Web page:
Don't get caught up in rigid feeding practices. Mealtimes may change once in a while and the infant may not be hungry from time to time. A good method is to start with a vegetable at a meal, then when the infant gets bored of the vegetable, move on to some fruit. On the other hand, if he is enjoying the vegetable and eats 6 ounces, he/she may not be interested in the fruit, so then you can start at the next meal by offering a fruit first.

8. How do I Schedule Milk Feedings and Solids Throughout the Day?
Breast milk or formula intake remains quite high even after solids are begun. We prefer to offer the breast milk or formula  either roughly 1 hour before the solid meal or 1 hour after the solid meal so the infant's stomach has time to empty. This means that you might be spending a lot more time feeding your infant. Again, be flexible and create a schedule that works best for you. Here is an example of a typical schedule:

Early AM (6-7AM):   Milk feeding
Breakfast (8-9 AM):  Solids
Mid-Morning (10-11 AM):  Milk feeding
Lunch (12-1 PM):  Solids
Early Afternoon (1-2 PM):   Milk Feeding (optional)
Late Afternoon (4-5 PM):  Milk Feeding
Dinner (6-7 PM):    Solids
Evening (9-10 PM):      Milk Feeding

The above schedule provides for 4-5 milk feedings and 3 solid feedings per day all between 6 AM and 10 PM. Notice the optional early afternoon milk feeding allows for 5 milk feedings per day. Some infants may do well with milk and solid feedings right after one another which may allow for more of a time break between feeding times. By 4 months of age, parents should stop middle of the night milk feedings and encourage the infant to sleep a good 8 hours without any food or drink. Good Luck!

9. Are There Any Brand Preferences?
We do not have strong brand preferences for infant foods. We prefer brands that have the least amount of preservatives and additives, including salt or sugar. The major brands are usually fine. Frozen infant solids are probably better since the food is preserved better, but there is the inconvenience of thawing the food before feeding time. Beware that microwaves may cause the food to be very hot in some places and not in others. Many parents make their own infant pureed solids by storing portions in ice cube trays for individual servings.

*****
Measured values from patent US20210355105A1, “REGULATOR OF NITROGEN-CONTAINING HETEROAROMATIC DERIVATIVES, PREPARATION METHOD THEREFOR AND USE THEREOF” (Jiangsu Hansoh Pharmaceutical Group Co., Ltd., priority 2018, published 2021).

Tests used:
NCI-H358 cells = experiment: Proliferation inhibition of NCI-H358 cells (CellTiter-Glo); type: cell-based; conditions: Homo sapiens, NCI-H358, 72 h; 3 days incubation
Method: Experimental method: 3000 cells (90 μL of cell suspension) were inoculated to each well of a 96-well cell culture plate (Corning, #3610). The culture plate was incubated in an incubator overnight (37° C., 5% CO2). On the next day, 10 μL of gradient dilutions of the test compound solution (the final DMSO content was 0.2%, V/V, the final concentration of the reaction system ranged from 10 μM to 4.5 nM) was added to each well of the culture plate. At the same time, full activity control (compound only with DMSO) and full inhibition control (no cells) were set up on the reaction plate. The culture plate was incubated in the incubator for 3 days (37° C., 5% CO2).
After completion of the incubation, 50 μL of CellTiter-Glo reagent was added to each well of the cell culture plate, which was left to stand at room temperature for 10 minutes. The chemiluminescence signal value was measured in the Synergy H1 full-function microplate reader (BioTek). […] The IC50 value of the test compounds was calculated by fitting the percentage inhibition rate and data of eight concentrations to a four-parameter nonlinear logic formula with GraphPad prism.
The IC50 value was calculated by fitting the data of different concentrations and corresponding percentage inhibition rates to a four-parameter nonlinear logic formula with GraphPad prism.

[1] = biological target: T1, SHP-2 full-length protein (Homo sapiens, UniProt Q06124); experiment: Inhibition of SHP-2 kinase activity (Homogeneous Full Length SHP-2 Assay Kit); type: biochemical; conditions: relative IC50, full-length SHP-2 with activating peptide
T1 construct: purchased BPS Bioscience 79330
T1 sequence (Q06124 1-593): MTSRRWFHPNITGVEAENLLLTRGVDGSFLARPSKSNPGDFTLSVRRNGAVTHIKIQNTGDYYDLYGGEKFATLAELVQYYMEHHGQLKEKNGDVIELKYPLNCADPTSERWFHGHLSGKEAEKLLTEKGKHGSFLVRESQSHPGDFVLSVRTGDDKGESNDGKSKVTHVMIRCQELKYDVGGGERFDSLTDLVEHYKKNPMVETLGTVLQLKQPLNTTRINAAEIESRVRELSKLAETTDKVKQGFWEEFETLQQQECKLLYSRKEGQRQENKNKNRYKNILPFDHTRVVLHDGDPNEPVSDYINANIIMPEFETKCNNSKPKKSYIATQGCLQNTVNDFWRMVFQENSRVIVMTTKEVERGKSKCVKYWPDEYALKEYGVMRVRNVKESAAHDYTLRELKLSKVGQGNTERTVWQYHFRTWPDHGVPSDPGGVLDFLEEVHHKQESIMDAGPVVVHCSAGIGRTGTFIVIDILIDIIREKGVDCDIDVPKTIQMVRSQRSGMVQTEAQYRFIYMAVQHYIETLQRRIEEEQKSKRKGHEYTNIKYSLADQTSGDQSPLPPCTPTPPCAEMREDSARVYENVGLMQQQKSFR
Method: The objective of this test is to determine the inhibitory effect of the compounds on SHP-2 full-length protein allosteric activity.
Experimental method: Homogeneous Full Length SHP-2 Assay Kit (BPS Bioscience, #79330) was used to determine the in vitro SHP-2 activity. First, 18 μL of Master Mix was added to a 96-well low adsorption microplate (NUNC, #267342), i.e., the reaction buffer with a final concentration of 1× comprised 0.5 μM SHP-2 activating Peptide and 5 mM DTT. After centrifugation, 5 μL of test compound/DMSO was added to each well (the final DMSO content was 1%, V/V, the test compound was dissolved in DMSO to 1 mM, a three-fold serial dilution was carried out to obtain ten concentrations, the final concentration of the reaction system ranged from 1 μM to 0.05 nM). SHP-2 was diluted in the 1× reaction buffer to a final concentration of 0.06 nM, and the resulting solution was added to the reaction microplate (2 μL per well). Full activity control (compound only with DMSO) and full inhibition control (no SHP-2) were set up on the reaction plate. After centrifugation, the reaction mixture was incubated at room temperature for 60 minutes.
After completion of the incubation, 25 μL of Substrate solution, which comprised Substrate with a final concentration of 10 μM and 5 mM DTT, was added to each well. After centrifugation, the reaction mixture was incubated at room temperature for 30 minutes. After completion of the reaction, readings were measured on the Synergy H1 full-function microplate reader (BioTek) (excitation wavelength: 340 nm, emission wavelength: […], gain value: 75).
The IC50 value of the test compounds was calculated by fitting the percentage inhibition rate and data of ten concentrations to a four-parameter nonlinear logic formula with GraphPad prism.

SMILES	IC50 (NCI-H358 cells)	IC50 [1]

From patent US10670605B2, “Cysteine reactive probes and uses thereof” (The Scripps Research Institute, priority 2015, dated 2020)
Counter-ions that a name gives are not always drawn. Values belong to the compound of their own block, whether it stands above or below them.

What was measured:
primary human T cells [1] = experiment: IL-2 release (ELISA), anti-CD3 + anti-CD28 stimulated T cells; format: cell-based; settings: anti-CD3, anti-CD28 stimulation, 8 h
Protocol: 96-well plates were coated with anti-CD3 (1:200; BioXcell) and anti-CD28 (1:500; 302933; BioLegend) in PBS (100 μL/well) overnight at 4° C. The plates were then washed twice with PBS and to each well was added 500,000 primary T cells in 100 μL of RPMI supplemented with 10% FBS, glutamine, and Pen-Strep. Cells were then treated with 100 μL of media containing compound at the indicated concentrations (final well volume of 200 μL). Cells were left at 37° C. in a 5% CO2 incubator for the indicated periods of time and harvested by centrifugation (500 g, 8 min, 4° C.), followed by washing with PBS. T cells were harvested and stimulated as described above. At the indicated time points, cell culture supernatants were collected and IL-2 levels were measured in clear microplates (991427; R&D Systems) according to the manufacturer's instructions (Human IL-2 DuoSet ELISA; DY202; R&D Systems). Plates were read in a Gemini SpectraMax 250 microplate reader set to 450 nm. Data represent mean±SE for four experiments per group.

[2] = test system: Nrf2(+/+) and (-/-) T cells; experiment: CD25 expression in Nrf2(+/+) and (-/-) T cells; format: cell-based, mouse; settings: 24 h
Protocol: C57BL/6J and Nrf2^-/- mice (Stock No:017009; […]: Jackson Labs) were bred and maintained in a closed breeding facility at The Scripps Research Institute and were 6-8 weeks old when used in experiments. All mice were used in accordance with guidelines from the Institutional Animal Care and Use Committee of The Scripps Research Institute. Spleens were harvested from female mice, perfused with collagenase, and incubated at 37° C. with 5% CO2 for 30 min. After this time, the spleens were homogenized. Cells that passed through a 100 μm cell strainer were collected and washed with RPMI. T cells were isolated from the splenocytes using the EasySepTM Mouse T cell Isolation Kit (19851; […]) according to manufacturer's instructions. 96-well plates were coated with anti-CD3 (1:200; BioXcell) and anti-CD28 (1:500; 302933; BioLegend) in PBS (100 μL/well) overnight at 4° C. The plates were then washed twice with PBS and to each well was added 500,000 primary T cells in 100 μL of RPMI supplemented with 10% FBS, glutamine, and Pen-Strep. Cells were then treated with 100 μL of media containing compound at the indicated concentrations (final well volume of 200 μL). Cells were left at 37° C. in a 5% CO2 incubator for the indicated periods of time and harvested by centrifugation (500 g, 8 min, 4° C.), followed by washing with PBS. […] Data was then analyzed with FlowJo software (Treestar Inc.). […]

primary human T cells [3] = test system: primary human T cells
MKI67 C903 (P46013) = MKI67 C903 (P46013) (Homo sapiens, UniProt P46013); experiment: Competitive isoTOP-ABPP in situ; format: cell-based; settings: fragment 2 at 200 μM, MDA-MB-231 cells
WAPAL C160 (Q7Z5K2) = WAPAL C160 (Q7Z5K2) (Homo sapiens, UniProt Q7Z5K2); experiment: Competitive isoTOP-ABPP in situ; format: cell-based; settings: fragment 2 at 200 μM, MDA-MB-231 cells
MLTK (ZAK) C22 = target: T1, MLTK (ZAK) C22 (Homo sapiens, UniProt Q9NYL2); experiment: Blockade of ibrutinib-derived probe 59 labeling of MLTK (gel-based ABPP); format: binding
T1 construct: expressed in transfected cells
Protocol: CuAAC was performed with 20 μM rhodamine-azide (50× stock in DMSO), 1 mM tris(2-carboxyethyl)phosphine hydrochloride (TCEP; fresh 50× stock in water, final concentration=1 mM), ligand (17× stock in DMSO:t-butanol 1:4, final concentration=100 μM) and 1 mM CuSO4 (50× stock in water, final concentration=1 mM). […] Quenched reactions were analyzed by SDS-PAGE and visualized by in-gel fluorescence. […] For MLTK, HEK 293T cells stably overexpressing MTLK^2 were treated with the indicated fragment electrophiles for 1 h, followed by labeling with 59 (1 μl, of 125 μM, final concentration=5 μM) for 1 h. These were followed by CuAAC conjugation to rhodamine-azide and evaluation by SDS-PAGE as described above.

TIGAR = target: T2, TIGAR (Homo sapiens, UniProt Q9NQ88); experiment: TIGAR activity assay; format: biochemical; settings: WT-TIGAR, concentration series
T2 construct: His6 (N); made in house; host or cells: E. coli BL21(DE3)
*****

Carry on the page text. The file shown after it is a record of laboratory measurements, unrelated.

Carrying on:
10. What About Juices?
Try to avoid juices for both infants and older children. The reason is that juices contain mostly sugar and water, but lack the quality aspects of the fruit such as complex carbohydrate, active vitamins, antioxidants and fiber that can be obtained only by eating the whole fruit. Also, the vitamin quality in juice may be less active due to processing  when compared to eating the fresh whole fruit.

11.When Are Other Cereals Started, Such As Barley Or Oatmeal?
We usually begin first with rice cereal because it is very well tolerated, mixes well with other foods, and has very minimal adverse effects. After going through all the single ingredient fruits and vegetables(usually by 3-4 weeks of starting solids), then you can offer the infant oatmeal cereals followed by barley and wheat cereals. Remember to add only one new food every 3 days. Some infants may get constipated on rice cereal and may do better with oatmeal cereal earlier on.

12. What About Water And Flouride Needs?
Infants do not need additional water prior to 4 months of age. After 4 months, it is OK to offer infants water once in a while but it does not need to be a regular item. Infants can drink faucet water starting at age 2 to 3 months if your water supply is clean and reliable. Generally, if it is good enough for adults to drink, it should be good enough for infants after age 2 to 3 months. Most infants will get flouride in their drinking water once they begin taking water if your water is flouridated. Even if your infant is not getting much water to drink or your water is not flouridated, we do not recommend flouride supplements prior to age 6 months. If you do not have flouride in your water supply, please discuss possible flouride supplementation with us at the 6 month routine exam.

13. What Feeding Practices Are Recommended After Age 6 Months?
Excellent question. Please see our feeding guideline handout for infants age 6 to 12 months!!